• I was wondering if I was crazy or not, something about them really called to me but I never wear shoes like this. Maybe that’s why I liked them. They are super comfortable also, of course. as far as the photos the wallpaper/backdrop may be part of what threw me here and made processing a little perilous, so much more going on in the background than what I”m used to.

      • I think one needs to have all kinds of shoes for every occasion, lots and lots. There is a place for brown, loafer-like, richly grained, slip ons. Those are an ideal type of that category.

        I wonder if a totally dark, dark brown outfit or dark navy would work with that background?

      • I had a navy dress I was going to wear, but it wasn’t the right look, plus it was patterned and I think for that backdrop patterns are best avoided. It was a very small pattern, though, so it might have worked. I really need to get on ordering a backdrop stand so I can switch out the black on in my office. Painting is still a ways off (hopefully getting carpet installed tomorrow) and I know that with all the stuff I’ve moved out of this room a stand will now work.

      • Not loafers, moccasins, that’s what I meant.

        I realize now that the piano is black, so probably blue and brown wouldn’t work. I was thinking that they might be softer and more Victorian but maybe not.

  2. I like pic #3 the best. One good rule of thumb for portrait photos: eliminate lines that run into the head, either by using bokeh or flat surfaces, or things that are so out of focus that you can’t tell what they are.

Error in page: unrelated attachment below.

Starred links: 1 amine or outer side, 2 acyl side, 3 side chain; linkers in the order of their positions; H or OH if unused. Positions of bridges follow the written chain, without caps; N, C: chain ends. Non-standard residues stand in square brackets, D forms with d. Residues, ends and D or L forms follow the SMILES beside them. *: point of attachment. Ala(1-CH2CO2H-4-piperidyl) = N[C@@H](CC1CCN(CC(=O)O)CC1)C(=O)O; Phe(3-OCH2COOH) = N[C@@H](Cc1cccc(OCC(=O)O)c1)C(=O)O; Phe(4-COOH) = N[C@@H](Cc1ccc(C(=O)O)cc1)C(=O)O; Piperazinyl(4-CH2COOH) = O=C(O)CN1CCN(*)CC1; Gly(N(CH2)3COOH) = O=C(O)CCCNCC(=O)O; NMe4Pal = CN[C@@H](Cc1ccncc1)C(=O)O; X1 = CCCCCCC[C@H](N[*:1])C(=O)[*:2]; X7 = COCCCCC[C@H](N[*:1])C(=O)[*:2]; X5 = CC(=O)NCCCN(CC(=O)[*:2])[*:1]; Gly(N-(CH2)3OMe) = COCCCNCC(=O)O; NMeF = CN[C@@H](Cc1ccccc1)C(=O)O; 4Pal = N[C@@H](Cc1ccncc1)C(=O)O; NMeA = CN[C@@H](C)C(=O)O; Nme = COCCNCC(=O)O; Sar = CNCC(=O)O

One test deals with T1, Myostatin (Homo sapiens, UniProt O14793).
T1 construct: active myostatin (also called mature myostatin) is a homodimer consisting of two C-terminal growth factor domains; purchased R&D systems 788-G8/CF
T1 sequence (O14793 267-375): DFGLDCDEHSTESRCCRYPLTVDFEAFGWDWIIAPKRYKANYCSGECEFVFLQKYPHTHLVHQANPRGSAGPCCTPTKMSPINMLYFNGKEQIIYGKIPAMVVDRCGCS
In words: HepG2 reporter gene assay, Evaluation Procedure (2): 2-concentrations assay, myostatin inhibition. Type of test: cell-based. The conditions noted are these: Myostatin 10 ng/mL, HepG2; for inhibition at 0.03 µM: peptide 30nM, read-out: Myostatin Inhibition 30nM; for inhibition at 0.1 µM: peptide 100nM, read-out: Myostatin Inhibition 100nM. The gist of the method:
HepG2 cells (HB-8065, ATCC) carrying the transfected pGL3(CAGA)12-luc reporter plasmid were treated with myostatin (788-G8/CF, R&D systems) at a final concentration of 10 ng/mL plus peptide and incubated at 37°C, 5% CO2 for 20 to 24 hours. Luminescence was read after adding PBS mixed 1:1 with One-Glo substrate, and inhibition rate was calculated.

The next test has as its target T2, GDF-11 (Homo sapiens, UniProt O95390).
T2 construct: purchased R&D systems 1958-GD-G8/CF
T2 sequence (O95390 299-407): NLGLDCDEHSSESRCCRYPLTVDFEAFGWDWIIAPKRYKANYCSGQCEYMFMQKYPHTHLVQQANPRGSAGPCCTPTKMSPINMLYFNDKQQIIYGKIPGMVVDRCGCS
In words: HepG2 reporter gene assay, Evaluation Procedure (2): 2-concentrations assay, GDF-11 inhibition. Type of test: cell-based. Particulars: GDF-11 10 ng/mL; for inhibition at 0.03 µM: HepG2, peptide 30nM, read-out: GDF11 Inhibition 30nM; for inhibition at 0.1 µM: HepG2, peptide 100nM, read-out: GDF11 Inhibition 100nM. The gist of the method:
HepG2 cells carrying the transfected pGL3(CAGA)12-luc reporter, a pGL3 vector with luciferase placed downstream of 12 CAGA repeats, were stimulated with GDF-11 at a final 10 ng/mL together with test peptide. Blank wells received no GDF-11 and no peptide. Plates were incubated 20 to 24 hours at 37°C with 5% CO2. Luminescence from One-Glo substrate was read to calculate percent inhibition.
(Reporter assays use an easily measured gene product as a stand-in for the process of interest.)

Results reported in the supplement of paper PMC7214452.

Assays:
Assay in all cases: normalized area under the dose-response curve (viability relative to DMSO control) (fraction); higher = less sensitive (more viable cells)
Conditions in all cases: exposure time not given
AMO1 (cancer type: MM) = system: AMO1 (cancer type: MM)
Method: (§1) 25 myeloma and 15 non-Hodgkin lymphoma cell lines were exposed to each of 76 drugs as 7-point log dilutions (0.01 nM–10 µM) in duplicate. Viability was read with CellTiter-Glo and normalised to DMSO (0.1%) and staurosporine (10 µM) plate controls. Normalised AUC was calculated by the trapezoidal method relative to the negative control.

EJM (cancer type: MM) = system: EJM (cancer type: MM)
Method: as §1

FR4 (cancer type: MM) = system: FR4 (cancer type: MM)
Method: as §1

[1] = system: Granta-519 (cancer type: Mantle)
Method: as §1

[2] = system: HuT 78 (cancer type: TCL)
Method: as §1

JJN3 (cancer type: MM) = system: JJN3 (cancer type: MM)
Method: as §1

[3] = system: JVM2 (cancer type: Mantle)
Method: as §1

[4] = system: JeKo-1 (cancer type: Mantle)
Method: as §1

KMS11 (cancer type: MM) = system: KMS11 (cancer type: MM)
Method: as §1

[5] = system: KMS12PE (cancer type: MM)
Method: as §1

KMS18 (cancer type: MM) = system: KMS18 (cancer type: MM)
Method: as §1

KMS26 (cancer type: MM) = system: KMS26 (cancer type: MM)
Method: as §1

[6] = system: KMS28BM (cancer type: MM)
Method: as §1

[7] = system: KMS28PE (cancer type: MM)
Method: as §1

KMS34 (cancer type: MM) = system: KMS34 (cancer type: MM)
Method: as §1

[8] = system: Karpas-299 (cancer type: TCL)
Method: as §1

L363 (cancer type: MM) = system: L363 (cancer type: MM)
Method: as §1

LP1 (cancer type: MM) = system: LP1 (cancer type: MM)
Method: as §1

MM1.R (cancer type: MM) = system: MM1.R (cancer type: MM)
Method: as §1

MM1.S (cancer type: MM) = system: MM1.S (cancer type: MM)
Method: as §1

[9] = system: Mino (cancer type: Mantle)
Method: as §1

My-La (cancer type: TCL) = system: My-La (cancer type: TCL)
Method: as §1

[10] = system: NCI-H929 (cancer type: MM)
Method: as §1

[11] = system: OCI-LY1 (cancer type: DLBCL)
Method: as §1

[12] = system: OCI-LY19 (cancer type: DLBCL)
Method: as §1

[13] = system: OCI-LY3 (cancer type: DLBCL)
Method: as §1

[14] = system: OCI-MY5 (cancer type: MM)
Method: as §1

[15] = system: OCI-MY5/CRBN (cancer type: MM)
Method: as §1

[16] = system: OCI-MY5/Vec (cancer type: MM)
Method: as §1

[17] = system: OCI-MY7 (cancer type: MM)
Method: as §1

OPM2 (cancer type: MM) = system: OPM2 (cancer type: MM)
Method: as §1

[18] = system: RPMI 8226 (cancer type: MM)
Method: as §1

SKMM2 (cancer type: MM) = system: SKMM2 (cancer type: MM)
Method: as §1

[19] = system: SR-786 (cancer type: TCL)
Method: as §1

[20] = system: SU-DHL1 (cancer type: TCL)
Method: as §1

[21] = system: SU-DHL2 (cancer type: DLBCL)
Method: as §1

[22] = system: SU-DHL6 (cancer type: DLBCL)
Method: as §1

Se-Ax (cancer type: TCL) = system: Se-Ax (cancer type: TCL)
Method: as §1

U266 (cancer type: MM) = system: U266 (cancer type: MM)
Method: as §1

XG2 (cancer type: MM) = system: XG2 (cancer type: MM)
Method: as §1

• By lines that run into the head – do you mean the mirror that’s behind me? And what do you mean by flat surfaces? Not being facetious, just not following you there.

      • Yes, the mirror that’s behind you. Flat surfaces? Um, sorry, I should have said, solid colors, or the even/ uniform floral wallpaper which presents a gentle pattern which does not detract from your head shots. Sorry for not being clearer. As a writer I shouldn’t be so sloppy! 🙂

        • No worries! I’ve gotten several comments about the mirror behind me in these shots, so yeah it definitely caused a distraction which I just didn’t think about it initially. Someone suggesting standing in front of so it could be a frame for my face – which would eliminate the harsh lines of the frame running into my head. Since I normally use a plain backdrop in my shots, there was a lot I didn’t think about here!